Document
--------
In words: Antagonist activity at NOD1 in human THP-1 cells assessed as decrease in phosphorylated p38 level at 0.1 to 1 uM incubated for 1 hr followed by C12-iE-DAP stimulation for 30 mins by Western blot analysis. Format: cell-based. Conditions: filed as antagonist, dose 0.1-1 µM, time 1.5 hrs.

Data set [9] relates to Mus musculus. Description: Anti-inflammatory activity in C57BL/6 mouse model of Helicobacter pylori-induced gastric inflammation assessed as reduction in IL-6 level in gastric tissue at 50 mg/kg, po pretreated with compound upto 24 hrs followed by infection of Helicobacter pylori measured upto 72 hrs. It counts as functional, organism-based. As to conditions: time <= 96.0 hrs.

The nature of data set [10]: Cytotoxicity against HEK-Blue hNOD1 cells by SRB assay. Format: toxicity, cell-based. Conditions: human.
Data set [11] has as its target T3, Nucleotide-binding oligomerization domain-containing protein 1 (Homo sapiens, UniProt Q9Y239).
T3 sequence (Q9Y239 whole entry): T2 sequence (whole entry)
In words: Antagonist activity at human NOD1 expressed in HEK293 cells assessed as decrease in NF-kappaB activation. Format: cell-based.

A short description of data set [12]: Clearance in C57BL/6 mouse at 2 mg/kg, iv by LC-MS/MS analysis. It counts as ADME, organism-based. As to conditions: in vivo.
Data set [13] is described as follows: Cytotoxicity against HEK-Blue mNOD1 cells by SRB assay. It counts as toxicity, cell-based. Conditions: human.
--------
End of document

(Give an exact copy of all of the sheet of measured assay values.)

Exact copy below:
In words: Antagonist activity at NOD1 in human THP-1 cells assessed as decrease in phosphorylated p38 level at 0.1 to 1 uM incubated for 1 hr followed by C12-iE-DAP stimulation for 30 mins by Western blot analysis. Format: cell-based. Conditions: filed as antagonist, dose 0.1-1 µM, time 1.5 hrs.

Data set [9] relates to Mus musculus. Description: Anti-inflammatory activity in C57BL/6 mouse model of Helicobacter pylori-induced gastric inflammation assessed as reduction in IL-6 level in gastric tissue at 50 mg/kg, po pretreated with compound upto 24 hrs followed by infection of Helicobacter pylori measured upto 72 hrs. It counts as functional, organism-based. As to conditions: time <= 96.0 hrs.

The nature of data set [10]: Cytotoxicity against HEK-Blue hNOD1 cells by SRB assay. Format: toxicity, cell-based. Conditions: human.
Data set [11] has as its target T3, Nucleotide-binding oligomerization domain-containing protein 1 (Homo sapiens, UniProt Q9Y239).
T3 sequence (Q9Y239 whole entry): T2 sequence (whole entry)
In words: Antagonist activity at human NOD1 expressed in HEK293 cells assessed as decrease in NF-kappaB activation. Format: cell-based.

A short description of data set [12]: Clearance in C57BL/6 mouse at 2 mg/kg, iv by LC-MS/MS analysis. It counts as ADME, organism-based. As to conditions: in vivo.
Data set [13] is described as follows: Cytotoxicity against HEK-Blue mNOD1 cells by SRB assay. It counts as toxicity, cell-based. Conditions: human.